Saudi attack on Sana’a funeral, war crime: Human rights lawyer
A Saudi airstrike early in October on a funeral in the Yemeni capital, Sana’a, where more than 140 people were killed and over 525 wounded, has been “clearly a war crime,” a prominent human rights lawyer tells Press TV.
“The attack itself in my views was a war crime because it was largely an attack method involved mass deaths of civilians,” Edward Corrigan, an international human rights lawyer, said in an interview with Press TV.
He went on to say that Saudi Arabia violated international humanitarian law by attacking civilians, the wounded, and medical personnel using a vicious “double-tap attack tactic.”
The first bomb on October 8 hit the hall, which was packed with hundreds of adults and children mourning the father of the acting interior minister. The second bomb was dropped three to eight minutes later when medical personnel were trying to help casualties from the first attack.
The human rights attorney also stressed that Saudis and their American backers are deliberately using the double bombing tactic in Yemen and elsewhere in order to terrorize civilians, adding, “The CIA has been using the double tactic in Yemen and other countries in order to terrorize people and prevent people from going in and looking for survivors. But this clearly is a war crime.”
Elsewhere in his remarks, the expert stated that unconditional support by the US and some other countries has helped Saudi Arabia escape justice and accountability for war crimes.
He also strongly denounced mass arms sales to Saudi Arabia by Washington and its Western allies.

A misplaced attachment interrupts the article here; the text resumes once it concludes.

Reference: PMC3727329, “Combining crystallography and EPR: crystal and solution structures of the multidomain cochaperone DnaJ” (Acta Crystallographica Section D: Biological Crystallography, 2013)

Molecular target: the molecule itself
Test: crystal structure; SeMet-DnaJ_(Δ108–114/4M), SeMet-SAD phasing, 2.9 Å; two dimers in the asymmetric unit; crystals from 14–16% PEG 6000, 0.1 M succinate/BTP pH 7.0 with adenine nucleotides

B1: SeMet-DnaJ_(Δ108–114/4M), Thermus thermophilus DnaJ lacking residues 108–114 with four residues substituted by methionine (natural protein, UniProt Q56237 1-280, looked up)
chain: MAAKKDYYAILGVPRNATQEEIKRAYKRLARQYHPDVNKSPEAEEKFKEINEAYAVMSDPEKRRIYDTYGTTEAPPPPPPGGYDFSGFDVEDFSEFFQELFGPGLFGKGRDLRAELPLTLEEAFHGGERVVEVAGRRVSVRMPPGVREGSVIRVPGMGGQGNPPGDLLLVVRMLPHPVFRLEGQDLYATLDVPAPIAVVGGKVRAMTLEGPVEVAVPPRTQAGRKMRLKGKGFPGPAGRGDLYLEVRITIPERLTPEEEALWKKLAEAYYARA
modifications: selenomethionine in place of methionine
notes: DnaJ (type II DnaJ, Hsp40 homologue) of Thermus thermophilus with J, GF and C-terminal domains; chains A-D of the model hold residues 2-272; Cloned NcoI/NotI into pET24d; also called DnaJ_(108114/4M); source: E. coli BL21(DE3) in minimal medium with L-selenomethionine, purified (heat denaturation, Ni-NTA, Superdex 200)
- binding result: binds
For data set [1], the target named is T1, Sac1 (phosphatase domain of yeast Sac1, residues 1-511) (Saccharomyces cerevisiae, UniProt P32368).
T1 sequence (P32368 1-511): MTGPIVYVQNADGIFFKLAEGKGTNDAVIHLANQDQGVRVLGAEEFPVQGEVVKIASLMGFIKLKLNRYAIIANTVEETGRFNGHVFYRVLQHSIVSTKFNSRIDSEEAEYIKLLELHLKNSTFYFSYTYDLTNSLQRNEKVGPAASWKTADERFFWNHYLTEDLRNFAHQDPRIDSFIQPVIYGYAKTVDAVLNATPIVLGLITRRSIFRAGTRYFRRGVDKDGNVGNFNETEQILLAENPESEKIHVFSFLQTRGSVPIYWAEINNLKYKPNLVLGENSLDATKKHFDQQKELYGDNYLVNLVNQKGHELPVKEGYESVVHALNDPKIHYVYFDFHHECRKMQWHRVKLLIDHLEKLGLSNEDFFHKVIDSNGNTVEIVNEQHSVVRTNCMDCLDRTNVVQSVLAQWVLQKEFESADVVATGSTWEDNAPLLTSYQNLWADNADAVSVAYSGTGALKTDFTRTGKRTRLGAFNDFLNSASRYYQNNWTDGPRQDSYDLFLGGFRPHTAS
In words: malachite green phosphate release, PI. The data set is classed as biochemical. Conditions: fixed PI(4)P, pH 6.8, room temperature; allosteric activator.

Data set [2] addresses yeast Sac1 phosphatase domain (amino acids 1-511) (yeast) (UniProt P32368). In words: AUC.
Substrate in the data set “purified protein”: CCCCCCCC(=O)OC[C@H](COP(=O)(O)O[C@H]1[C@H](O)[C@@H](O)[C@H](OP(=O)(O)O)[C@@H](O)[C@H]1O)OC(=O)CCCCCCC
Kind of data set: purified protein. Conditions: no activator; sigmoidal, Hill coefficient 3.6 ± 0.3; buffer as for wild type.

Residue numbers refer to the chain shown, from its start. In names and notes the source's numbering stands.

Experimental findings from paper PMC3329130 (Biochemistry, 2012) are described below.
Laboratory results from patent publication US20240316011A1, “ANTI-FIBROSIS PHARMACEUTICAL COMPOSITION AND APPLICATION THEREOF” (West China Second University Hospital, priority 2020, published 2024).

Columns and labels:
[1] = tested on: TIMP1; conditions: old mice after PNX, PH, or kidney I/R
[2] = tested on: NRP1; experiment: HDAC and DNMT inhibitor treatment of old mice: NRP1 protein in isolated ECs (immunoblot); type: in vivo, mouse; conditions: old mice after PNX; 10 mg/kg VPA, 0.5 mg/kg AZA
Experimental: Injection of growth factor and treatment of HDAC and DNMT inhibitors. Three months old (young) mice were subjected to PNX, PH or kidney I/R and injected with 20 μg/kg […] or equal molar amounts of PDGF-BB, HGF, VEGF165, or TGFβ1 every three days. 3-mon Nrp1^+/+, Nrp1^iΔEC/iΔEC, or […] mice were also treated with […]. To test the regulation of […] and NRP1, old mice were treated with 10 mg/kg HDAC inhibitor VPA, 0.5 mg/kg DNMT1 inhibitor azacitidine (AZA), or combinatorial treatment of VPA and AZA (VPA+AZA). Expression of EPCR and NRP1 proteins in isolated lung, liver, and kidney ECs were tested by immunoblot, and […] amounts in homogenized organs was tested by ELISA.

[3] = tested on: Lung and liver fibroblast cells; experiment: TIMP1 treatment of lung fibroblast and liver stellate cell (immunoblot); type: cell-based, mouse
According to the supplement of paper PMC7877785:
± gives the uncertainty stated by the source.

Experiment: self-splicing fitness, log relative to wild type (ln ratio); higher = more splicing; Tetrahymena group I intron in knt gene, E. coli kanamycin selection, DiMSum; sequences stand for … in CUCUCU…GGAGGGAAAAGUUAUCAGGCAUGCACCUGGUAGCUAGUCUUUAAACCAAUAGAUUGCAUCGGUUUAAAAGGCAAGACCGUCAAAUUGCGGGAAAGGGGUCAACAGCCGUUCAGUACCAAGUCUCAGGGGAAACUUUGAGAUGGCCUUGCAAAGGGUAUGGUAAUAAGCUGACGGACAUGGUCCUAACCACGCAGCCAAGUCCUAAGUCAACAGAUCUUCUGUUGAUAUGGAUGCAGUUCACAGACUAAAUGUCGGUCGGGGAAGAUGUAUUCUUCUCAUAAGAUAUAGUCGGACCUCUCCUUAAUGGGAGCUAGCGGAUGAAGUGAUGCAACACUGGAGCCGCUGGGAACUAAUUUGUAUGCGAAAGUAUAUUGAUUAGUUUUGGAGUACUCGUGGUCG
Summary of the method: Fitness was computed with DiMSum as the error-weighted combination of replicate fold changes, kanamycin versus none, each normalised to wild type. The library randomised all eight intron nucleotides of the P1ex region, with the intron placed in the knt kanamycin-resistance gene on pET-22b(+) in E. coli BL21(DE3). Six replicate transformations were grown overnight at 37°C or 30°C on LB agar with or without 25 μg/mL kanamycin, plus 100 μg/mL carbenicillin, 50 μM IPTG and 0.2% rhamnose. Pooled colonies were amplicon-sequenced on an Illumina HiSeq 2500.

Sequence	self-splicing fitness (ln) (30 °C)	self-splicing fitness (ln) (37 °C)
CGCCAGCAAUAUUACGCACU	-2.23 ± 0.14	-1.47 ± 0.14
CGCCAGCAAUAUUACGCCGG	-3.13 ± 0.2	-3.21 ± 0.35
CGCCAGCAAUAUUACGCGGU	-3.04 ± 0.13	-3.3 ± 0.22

“The accountability is vital that unfortunately is not being enforced in this instance. The trouble is that the United States, Britain, Germany and France have sold mass amounts of arms to Saudi Arabia and its [Persian] Gulf Cooperation Council allies.”
According to the Control Arms Coalition, a group that is campaigning against arms sales, Britain, France and the US are violating the 2014 Arms Trade Treaty by exporting conventional weapons to a country engaged in war crimes.
The analyst suggested that judicial proceedings at the International Criminal Court should be commenced in order to condemn Saudi war crimes.
Saudi Arabia has been engaged in a deadly campaign against Yemen since March 2015. Riyadh’s aggression, which has killed more than 10,000 in Yemen, was launched in an attempt to restore power to Abd Rabbuh Mansur Hadi, a staunch ally of Riyadh, who has resigned as Yemen’s president but seeks to force his way back into power. The campaign also seeks to undermine the Houthi Ansarullah movement.
Saudi-led bombardments have struck hospitals, markets and other places where civilians gather.